Smoking and Cardiovascular Disease - Centers for Disease ...
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SMOKING AND CARDIOVASCULAR DISEASE
This fact sheet is for public health officials and others who are interested in how smoking affects the heart and circulatory system. Smoking is very dangerous to cardiovascular health.
WHAT YOU NEED TO KNOW ABOUT SMOKING AND CARDIOVASCULAR DISEASE
Smoking is a major cause of cardiovascular disease (CVD) and causes approximately one of every four deaths from CVD, according to the 2014 Surgeon General's Report on smoking and health. CVD is the single largest cause of death in the United States, killing more than 800,000 people a year. More than 16 million Americans have heart disease. Almost 8 million have had a heart attack and 7 million have had a stroke.
Even people who smoke fewer than five cigarettes a day may show signs of early CVD. The risk of CVD increases with the number of cigarettes smoked per day, and when smoking continues for many years. Smoking cigarettes with lower levels of tar or nicotine does not reduce the risk for cardiovascular disease.
Exposure to secondhand smoke causes heart disease in nonsmokers. More than 33,000 nonsmokers die every year in the United States from coronary heart disease caused by exposure to secondhand smoke. Exposure to secondhand smoke can also cause heart attacks and strokes in nonsmokers.
HOW SMOKING HARMS THE CARDIOVASCULAR SYSTEM
Chemicals in cigarette smoke cause the cells that line blood vessels to become swollen and inflamed. This can narrow the blood vessels and can lead to many cardiovascular conditions.
l Atherosclerosis, in which arteries narrow and become less flexible, occurs when fat, cholesterol, and other substances in the blood form plaque that builds up in the walls of arteries. The opening inside the
arteries narrows as plaque builds up, and blood can no longer flow properly to various parts of the body. Smoking increases the formation of plaque in blood vessels.
l C oronary Heart Disease occurs when arteries that carry blood to the heart muscle are narrowed by plaque or blocked by clots. Chemicals in cigarette smoke cause the blood to thicken and form clots inside veins and arteries. Blockage from a clot can lead to a heart attack and sudden death.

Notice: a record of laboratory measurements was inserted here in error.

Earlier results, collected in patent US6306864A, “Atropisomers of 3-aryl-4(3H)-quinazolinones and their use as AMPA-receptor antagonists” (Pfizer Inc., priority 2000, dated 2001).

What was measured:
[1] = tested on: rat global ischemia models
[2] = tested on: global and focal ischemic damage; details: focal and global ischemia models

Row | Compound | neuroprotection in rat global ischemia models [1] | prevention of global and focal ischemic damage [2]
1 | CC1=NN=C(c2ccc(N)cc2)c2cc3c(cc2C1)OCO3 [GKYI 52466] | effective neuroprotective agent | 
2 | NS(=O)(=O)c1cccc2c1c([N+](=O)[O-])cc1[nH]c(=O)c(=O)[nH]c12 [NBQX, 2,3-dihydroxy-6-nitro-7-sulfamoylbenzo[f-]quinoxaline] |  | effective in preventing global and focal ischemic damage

l S troke is a loss of brain function caused when blood flow within the brain is interrupted. Strokes can cause permanent brain damage and death. Smoking increases the risk for strokes. Deaths from strokes are more likely among smokers than among former smokers or people who have never smoked.
l P eripheral Arterial Disease (PAD) and peripheral vascular disease occur when blood vessels become narrower and the flow of blood to arms, legs, hands and feet is reduced. Cells and tissue are deprived of needed oxygen when blood flow is reduced. In extreme cases, an infected limb must be removed. Smoking is the most common preventable cause of PAD.
l A bdominal Aortic Aneurysm is a bulge or weakened area that occurs in the portion of the aorta that is in the abdomen. The aorta is the main artery that carries oxygen-rich blood throughout the body. Smoking is a known cause of early damage to the abdominal aorta, which can lead to an aneurysm. A ruptured abdominal aortic aneurysm is life-threatening; almost all deaths from abdominal aortic aneurysms are caused by smoking. Women smokers have a higher risk of dying from an aortic aneurysm than men who smoke. Autopsies have shown early narrowing of the abdominal aorta in young adults who smoked as adolescents.
Plaque narrows vessels, so less blood can flow through. When a clot forms on one of these narrow places in an artery
around the heart, the heart muscle becomes starved for oxygen. This can cause a heart attack.
QUITTING SMOKING CUTS CVD RISKS
Even though we don't know exactly which smokers will develop CVD from smoking, the best thing all smokers can do for their hearts is to quit. Smokers who quit start to improve their heart health and reduce their risk for CVD immediately. Within a year, the risk of heart attack drops dramatically, and even people who have already had a heart attack can cut their risk of having another if they quit smoking. Within five years of quitting, smokers lower their risk of stroke to about that of a person who has never smoked.
For more information on smoking and heart health, see the 2014 Surgeon General's Report at (publications and reports). For free help to quit smoking, call 1-800-QUIT-NOW or go to or tips.
AVOID THE SMOKE
Smoking damages the heart and blood vessels very quickly, but the damage is repaired quickly for most smokers who stop smoking. Even long-time smokers can see rapid health improvements when they quit. Within a year, heart attack risk drops dramatically. Within five years, most smokers cut their risk of stroke to nearly that of a nonsmoker. Even a few cigarettes now and then damage the heart, so the only proven strategy to keep your heart safe from the effects of smoking is to quit.
Most people find a combination of resources works best. Many smokers do not quit on their first attempt. Many need several tries to successfully quit. But the benefits are well worth it. Keep trying.
l Call 1-800-QUIT-NOW. l ltips
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